12 November 2008

Works For Me: Juice Jelly

I love to cook and make things. It can be a sickness sometimes. I've always wanted to try making jelly, but to be honest, it was more than a little terrifying.

Really, I had absolutely no desire to boil, mash, repeat, push pulp through a sieve, you get the picture. It just seemed like so much work! Yet, in my heart I longed for a solution. Grocery store jelly is good, but I've never been exactly impressed with the idea of feeding my kids a ton of high fructose corn syrup, etc. Despite the commercials trying to convince us otherwise, that stuff ain't natural.

Don't believe me? Come hang out with my kids after they've had a good dose or too. **Not recommended for the faint of heart. Don't say I didn't warn you!**

Then I stumbled across this post by Mary over at Owlhaven. I was intrigued (and slighty jealous of the old fashioned juicer). Jelly from juice. Who knew?

I couldn't find pectin packets in her measurement, but I did find a recipe with my pectin measure in my faithful Better Homes and Gardens Cookbook! I was still nervous, but I decided it was now or never.

The jelly was delicious! It turned out wonderfully and was incredibly easy to make, just like Mary promised. I've made more batches since and given jars away to friends. The jelly also made a great hostess gift tucked in beside a batch of homemade applesauce for a Halloween party we attended. I really like Old Orchard juice. I've used it with great success, and the juice combinations they offer are so fun! My latest batch was Blueberry Pomgranite. Mmmm!

Can you guess what my frugal holiday gifts are? =) Here's the recipe. It can be doubled with good results, but do not attempt to triple it unless your going for the syrup effect.

Homemade Juice Jelly

4 cups 100% juice

1/4 cup lemon juice

1.75 ounce box pectin

4 1/2 cups sugar

To prep: Wash jars, lids, and rings well. If you are using old jars, be sure your rings are free of rust and your lids are to new to ensure proper sealing. Fill your canning pot with water leaving space for the jars (your water will rise when you add them). Don't worry, you don't need a fancy pot. I just use a deep stainless steel pot with a lid I bought at Kmart. It works perfectly! Add a slosh of vinegar. It saves your jars and your pan from water spots and mineral build up. Lay out a towel at your work station to hold your clean jars and to use as a landing pad for the hot jars once they are processed. Dip your lids, rings, and jars in the hot water to sterilize them. Be sure you have all of your materials ready. It's best to have your sugar pre-measured, as you won't really have time once it gets going.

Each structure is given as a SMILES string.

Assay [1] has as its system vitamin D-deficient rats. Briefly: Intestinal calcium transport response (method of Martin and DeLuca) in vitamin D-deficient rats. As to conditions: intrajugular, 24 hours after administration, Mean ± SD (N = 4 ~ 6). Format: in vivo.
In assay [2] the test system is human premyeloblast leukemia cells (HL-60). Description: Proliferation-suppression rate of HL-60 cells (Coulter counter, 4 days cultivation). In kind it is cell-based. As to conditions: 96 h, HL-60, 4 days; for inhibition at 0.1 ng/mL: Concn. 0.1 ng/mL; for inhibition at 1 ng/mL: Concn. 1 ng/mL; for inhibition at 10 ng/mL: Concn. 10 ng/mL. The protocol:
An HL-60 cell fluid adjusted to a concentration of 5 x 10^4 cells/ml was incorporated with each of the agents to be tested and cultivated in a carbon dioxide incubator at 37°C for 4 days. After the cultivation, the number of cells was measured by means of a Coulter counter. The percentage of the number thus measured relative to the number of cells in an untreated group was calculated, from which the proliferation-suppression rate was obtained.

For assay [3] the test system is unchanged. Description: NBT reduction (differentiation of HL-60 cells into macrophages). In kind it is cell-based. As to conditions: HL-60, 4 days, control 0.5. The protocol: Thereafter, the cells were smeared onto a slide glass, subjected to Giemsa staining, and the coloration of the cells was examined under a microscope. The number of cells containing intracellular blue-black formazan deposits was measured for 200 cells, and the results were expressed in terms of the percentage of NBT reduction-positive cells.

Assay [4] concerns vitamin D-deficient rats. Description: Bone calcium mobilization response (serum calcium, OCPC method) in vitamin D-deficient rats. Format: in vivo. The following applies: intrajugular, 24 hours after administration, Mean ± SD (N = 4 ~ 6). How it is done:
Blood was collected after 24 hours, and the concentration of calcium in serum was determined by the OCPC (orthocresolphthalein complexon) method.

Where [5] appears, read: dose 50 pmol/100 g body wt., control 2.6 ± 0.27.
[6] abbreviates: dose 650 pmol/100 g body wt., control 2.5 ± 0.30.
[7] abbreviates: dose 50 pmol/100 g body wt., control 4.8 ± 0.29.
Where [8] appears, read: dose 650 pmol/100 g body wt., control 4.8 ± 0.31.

Jelly time: Pour fruit juice and lemon juice in a deep kettle or dutch oven. Sprinkle with pectin. Let stand for about 2 minutes. Stir to dissolve. Bring to a full rolling boil over medium high heat, stirring frequently. Add sugar. Return to a full boil. Boil hard 1 minute stirring constantly. Remove from heat. Quickly skim off any foam that may have formed with a spoon. Ladel into your hot jars (5 half pint size, about 8 jelly jars, or a dozen mini jars plus a half pint). Be sure to leave about a 1/2 inch headspace from top. Wipe off any jelly that may have spilled on the rim. Put on lids and rings. Tighten well--this is when your towel will come in handy. Gently place your jars into your canning pot. Process for 12 minutes. Begin your timer once your water returns to a boil. Remove jars and let cool until set. As they cool, you may be lucky enough to hear nice pingeing sounds. If you're like me, they'll pinge when you leave the room. =)

Some hints: Your jelly may take up to 2 weeks to fully set. That's okay.

Resist the urge to retighten your lids. You'll run the risk of breaking the seal and ruining all your hard work.

If your lids don't seal well, you can reprocess your jelly within 24 hours, or move it to the fridge or freezer.

If you decide to try the jelly, let me know! I'd love to hear how it works our for you. My kids love it, and my youngest son will only eat "mommy's jelly" now. Talk about a compiment! And as I said before, the homemade jelly makes a wonderful frugal gift!
For more Work For Me posts visit Rocks In My Dryer.

1 comment:

Owlhaven said...

So glad this worked for you! Funny how so many people think canning is soooo hard, but it really isn't!